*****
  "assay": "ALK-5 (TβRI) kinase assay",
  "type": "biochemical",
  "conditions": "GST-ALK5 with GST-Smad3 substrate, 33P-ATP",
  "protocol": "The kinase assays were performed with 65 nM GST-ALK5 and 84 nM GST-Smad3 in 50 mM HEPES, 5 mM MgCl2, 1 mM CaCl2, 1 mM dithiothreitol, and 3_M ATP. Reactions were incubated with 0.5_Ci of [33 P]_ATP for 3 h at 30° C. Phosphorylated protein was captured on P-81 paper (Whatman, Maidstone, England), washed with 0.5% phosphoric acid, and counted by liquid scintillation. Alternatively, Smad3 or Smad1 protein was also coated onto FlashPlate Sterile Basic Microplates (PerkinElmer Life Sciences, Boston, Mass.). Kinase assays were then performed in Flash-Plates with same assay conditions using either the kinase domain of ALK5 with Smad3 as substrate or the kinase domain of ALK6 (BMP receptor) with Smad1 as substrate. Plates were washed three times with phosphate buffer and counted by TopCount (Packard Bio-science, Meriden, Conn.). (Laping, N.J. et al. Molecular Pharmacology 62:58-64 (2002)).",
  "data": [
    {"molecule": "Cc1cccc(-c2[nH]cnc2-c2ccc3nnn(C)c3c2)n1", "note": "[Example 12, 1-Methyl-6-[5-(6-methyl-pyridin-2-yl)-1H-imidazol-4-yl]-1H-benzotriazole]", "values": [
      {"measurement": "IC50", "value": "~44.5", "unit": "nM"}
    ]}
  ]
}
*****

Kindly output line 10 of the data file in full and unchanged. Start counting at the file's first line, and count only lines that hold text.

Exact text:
}